The move was an integral part of a comprehensive policy initiative by the Authority to effectively ease the processes of payments, reduce manual manipulations and ultimately reduce the level of corruption associated with claims.
Dr. Samuel Annor, the Chief Executive Officer (CEO) of the National Health Insurance Authority (NHIA), disclosed this at a stakeholder’s meeting with members of the Trades Union Congress (TUC) in Cape Coast on Tuesday.
The meeting was to solicit views on sustainable means of supporting the scheme.
The e-payment system is also to help address customer challenges and inconsistencies associated with the current manual system, and served as a way of blocking leakages in revenue collection.
Dr. Annor explained that, the e-payment system would be implemented after the introduction of Ghana Card which sought to embolden a cashless economy.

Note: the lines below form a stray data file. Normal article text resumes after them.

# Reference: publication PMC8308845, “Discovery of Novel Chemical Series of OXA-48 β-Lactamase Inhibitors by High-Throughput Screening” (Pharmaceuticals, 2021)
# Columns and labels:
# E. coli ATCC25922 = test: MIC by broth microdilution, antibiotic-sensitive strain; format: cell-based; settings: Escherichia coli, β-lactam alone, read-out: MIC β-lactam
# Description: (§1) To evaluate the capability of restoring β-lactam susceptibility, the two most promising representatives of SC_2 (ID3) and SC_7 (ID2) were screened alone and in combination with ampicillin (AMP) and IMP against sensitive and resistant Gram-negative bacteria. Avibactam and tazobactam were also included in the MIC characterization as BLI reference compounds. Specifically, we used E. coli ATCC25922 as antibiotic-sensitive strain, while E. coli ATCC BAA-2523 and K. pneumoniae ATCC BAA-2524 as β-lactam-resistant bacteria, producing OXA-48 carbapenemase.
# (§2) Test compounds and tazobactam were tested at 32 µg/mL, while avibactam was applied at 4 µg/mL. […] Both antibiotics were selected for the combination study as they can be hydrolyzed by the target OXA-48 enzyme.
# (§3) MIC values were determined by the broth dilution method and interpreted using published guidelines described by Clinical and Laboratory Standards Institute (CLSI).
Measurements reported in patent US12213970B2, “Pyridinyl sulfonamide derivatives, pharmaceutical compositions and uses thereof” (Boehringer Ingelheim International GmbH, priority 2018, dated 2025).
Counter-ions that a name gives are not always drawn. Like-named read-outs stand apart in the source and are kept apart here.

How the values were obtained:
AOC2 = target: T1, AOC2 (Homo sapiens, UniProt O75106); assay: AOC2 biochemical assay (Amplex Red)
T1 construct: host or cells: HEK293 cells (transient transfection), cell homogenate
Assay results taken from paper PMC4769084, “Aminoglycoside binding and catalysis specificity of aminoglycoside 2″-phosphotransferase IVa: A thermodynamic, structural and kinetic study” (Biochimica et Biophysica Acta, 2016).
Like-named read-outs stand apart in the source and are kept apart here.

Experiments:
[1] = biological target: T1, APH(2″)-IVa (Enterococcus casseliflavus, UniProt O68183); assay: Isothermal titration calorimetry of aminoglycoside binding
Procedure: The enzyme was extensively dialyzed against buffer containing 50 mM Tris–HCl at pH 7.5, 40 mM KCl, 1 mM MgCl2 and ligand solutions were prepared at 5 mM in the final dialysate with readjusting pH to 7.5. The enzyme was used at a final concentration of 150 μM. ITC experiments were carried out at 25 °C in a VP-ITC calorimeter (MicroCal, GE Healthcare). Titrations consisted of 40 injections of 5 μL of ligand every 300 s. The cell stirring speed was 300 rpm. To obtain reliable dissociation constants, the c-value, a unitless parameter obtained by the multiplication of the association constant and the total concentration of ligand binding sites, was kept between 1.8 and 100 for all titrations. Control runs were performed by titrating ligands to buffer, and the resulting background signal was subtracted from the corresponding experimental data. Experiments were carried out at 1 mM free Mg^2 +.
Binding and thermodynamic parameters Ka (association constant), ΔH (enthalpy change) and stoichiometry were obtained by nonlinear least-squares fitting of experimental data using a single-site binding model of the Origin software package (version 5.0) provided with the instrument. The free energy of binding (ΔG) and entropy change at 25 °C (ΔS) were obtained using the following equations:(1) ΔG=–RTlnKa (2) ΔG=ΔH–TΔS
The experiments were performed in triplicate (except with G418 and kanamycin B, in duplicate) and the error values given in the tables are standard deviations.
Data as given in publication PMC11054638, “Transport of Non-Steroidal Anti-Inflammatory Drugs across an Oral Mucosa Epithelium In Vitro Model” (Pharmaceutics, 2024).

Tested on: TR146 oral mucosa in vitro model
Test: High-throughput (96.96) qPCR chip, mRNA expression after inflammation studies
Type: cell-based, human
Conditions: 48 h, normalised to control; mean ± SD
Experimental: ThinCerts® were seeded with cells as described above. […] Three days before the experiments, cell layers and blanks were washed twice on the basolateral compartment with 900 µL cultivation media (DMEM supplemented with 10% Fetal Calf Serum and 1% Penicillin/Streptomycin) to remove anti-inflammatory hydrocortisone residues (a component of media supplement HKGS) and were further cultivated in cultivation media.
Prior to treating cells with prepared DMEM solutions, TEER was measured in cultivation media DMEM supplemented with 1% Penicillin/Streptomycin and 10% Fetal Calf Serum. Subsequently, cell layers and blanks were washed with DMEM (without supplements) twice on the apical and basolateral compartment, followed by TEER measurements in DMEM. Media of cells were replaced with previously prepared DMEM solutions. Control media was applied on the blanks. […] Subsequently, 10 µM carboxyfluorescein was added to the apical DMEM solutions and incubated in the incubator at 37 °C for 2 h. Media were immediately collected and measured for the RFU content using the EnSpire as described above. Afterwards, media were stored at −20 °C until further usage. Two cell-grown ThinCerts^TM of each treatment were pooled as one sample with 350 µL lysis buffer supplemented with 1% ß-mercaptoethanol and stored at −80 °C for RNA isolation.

“We are working at reforming NHIS provider’s payments, claims submission and e-processing systems to ensure simpler and faster processes with the soon to be introduced Ghana Card with computerisation and investment into the scheme to ensure its sustainability,” he said
Mr Annor said his outfit was working tirelessly to restore integrity in the scheme while introducing more innovative and pragmatic polices to promote and provide affordable healthcare to all.
The NHIA Boss stressed that it was imperative for the nation to give priority to healthcare delivery in order to save lives, noting that poor quality healthcare could lead to loss of avoidable lives in the country.
He contended that since the introduction of the NHIS, life expectancy of Ghanaians had increased from 57 years to 63 years per every 100, 000 lives in less than two decades, which signified the correlation between good healthcare delivery and life expectancy.